Delta United Methodist Church recently hosted a "community conversation" in an effort to bring understanding and unity to a county that includes a large Latino population. The conversation was facilitated by Rev. Cesar Duran, a missionary with the General Board of Global Ministries of the United Methodist Church.
In attendance were church/mission team members, pastors from across the county, and representatives from Spanish language newspapers, Colorado Workforce Center, Delta County Health Department, Delta County Joint School District and the Hispanic Affairs Project.
All talked of "building bridges, not walls" as they sought to identify resources in the county to assist the 25 percent of the residents who are Latino.
Some are documented, some are even citizens, but there's also a large population of undocumented workers who live quietly to avoid discovery and deportation.
Not all are in the United States by choice, Rev. Duran observed. They have been forced to leave their homes and their families for a variety of reasons, including the necessity of finding work to support their loved ones.
Once here, they find that cultural/language barriers make it difficult to access immigration assistance, health care, education and aid for food, utilities and housing. Even obtaining a driver's license can be challenging.
On the other hand, there are fourth, fifth and sixth-generation Hispanic Americans who don't understand a word of Spanish and don't know anything about countries other than the United States.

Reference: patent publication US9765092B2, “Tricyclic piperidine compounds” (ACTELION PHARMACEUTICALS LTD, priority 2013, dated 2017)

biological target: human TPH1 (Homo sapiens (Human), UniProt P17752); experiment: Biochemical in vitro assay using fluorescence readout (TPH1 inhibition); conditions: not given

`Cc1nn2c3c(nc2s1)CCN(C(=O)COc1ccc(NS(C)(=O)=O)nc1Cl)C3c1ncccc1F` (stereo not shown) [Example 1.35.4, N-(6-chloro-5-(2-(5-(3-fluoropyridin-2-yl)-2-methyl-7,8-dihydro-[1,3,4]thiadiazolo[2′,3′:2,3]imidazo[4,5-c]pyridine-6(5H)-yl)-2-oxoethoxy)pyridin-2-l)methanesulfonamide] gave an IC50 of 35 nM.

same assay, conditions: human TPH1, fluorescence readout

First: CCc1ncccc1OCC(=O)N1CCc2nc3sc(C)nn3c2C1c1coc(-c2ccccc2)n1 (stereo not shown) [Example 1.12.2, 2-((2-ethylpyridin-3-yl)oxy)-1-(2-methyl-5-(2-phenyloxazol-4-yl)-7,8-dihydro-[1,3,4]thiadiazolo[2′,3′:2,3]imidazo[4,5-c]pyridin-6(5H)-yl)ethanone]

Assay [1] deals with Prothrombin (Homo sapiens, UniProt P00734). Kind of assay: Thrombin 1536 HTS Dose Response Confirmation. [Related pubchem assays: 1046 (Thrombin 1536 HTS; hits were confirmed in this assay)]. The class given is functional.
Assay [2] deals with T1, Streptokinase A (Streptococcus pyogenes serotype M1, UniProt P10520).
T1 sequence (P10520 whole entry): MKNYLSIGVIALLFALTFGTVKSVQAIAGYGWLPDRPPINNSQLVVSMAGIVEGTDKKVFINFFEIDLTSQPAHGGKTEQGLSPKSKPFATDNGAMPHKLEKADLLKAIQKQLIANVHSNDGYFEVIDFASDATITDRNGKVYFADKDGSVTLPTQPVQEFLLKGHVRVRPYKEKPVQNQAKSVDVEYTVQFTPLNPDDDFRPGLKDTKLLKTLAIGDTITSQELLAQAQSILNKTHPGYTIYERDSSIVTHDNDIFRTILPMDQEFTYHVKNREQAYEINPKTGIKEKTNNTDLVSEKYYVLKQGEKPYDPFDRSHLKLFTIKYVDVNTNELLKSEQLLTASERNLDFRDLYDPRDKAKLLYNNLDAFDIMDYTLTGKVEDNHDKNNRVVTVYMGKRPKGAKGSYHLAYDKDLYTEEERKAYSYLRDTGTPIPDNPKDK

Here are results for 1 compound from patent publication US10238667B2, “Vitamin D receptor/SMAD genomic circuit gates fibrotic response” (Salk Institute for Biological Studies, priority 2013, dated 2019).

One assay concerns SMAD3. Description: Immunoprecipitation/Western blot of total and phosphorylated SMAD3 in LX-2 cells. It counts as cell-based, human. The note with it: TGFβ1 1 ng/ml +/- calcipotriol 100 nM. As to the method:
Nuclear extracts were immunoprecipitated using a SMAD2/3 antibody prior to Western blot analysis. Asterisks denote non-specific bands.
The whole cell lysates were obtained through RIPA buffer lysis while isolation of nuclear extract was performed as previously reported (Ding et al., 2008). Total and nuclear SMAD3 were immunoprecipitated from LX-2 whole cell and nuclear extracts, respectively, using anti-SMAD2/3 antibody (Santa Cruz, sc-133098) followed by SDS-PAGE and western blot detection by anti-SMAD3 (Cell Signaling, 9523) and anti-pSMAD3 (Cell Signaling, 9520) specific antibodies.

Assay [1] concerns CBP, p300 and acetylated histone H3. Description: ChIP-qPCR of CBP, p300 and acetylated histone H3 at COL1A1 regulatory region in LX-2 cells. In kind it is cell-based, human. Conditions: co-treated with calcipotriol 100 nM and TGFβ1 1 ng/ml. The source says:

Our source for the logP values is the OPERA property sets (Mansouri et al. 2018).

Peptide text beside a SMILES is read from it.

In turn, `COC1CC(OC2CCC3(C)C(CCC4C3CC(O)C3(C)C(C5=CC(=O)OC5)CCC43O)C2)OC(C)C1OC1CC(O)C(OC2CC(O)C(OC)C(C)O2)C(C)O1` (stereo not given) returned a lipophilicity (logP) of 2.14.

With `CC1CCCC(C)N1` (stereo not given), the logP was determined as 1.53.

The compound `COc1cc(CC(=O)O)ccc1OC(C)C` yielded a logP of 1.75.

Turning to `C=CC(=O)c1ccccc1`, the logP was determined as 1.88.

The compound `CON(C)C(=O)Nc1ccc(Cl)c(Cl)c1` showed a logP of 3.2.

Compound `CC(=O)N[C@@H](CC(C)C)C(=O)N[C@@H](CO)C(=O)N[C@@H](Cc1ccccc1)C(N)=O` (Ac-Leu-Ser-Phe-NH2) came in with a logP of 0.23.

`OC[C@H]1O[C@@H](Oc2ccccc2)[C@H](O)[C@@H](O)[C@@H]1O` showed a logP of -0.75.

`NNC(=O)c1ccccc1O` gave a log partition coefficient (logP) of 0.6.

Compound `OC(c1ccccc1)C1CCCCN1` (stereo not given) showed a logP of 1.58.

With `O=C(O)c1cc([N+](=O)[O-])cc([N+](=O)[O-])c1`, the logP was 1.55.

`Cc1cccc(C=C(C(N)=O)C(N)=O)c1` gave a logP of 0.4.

"How do we work together to be in communion with each other, to be one community in Delta County?" asked Rev. Carol Rhan, pastor of the Delta United Methodist Church.
Because of its central location in downtown Delta, people from all walks of life stop by the church office seeking assistance. After attending a regional conference and speaking with many members of the congregation, she came up with a vision for an "Alliance of Neighbors and Friends," or "La Alianza de Los Vecinos y Amigos."
Raising awareness of the needs in the community, and the resources available to meet those needs, was the primary goal of the conversation held at the church Feb. 27.
"This conversation is the starting point of a long-term conversation about the things that keep people from being true neighbors and friends. That's what God asks us to do, to love our neighbors," Pastor Rhan said.
At the end of the session, a group of volunteers offered to prepare a questionnaire that will go out to all who work with the Latino community. The questionnaire will be a tool for exploring issues of concern to the Latino "constituents."
A follow-up meeting has been scheduled in May. Invitations will be going out to all who participated in the conversation Feb. 27, as well as other agencies identified as of value to the discussion.
As the meeting wound down, Pastor Rhan asked for a show of hands from those who had learned about at least one resource they weren't previously aware of. Nearly every hand went up.
"My personal goal has been met," she said.
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